In a statement accompanying the work, Noriko Sunayama wrote:
Welcome to “A sultry world.” Because women lack physical strength, we dream of being skunks, in an elevator, a lonely alley, walking alone at night. Be a skunk for any situation. For strength: poison. For love: the scent of blue lavender. I don’t want to get dirty, so please don’t walk on my skirt. Cover the skirt completely, crawling, and come to me.
Though attributions are evident and permissions clearly displayed, there is an energizing spirit of autonomy here — an unfeigned desire to connect information under one’s own view — “I link therefore I am” rather than “I like therefore I am.”
Cargo newsletter 184
When one comes to this with an aware relationship with Sources, one makes a different world. One can then say: I am making a world that is not so flat, making a world that is more layered, making a world that is more woven across time. And I think that is one of the ways—I wouldn’t call it a methodology and I keep coming back to the word dispositional—by which one can remake the world without causing a crisis or paralysis either of the self or the other.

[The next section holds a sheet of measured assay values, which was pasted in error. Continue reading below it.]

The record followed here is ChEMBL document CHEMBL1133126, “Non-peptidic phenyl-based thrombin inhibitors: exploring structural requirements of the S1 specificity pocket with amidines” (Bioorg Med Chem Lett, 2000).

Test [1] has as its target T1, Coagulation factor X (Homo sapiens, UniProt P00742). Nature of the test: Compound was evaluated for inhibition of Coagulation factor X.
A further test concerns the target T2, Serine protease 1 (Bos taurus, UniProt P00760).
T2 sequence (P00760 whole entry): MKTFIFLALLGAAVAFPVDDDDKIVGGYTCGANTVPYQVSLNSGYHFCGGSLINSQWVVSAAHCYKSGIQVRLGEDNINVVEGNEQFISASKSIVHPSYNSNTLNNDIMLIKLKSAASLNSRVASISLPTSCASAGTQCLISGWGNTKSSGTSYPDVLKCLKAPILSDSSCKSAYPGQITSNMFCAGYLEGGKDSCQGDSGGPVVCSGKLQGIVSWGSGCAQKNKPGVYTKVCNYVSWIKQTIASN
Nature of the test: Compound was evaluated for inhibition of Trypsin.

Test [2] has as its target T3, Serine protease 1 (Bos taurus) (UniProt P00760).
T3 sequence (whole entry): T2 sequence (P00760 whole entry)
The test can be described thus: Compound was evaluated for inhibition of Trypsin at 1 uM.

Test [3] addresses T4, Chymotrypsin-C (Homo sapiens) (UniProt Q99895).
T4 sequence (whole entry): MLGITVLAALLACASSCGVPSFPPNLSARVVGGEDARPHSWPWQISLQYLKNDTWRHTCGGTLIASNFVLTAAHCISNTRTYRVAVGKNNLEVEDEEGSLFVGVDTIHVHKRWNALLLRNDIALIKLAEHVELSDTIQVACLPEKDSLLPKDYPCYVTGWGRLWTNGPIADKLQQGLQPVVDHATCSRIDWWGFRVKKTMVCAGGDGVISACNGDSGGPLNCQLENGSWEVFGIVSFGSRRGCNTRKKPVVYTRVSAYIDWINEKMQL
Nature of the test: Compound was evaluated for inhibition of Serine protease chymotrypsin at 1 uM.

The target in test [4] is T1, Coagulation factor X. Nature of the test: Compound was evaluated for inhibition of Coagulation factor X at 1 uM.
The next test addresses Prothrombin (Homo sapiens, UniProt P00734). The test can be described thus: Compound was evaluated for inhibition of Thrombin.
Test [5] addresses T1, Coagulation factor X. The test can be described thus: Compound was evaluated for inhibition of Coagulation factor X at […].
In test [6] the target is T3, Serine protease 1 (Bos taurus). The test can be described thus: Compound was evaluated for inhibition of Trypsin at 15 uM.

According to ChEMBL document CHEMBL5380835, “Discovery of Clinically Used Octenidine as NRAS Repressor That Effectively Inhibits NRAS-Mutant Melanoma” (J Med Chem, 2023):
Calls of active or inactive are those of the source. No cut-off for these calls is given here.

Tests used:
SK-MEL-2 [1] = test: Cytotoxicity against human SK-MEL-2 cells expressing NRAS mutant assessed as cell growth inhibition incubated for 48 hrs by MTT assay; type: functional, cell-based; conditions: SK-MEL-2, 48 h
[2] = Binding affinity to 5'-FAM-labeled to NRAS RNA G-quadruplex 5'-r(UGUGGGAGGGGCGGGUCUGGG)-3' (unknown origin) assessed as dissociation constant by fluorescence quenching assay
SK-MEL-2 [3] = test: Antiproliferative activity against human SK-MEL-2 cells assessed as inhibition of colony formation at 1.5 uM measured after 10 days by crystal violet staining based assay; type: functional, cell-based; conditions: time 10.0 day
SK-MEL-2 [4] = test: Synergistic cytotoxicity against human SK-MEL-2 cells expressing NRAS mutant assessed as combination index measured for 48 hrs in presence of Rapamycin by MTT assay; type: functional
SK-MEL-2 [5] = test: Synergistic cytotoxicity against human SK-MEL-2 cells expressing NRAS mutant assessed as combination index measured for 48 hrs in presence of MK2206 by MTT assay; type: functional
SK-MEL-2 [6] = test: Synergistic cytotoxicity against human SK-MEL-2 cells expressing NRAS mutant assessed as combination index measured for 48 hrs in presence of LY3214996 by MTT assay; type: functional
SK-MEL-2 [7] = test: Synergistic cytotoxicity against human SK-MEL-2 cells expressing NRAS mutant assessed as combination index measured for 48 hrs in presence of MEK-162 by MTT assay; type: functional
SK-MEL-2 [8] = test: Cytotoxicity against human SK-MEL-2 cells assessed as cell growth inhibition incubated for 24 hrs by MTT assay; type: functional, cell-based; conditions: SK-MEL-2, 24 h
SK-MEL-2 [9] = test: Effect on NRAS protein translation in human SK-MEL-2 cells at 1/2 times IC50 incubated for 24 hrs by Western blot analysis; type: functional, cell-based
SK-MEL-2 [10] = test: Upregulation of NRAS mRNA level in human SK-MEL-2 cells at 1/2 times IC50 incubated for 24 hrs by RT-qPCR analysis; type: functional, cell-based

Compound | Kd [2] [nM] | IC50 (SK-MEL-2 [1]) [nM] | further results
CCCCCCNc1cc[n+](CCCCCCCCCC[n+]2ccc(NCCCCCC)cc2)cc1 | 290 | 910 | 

When you acknowledge to yourself that there are multiple sources to your process, what this does is, it expands the genealogies of the sources. You can have, I wouldn’t say global, but multidirectional genealogies. It doesn’t always have to come from the direct path that you think you know, and where you can draw a clean arc. And you can pull, and you don’t have to be so afraid of taking a detour or an unconventional path, and because it’s only a source, you can say, it’s a source for me, I can push myself, I can engage with this idea. You can expand the world that you bring your sources from. And also: time. You can produce a non-hierarchical and non-rivalrous relationship between different moments, subjectivities, histories, and terrains—from today, from yesterday, from 500 years ago.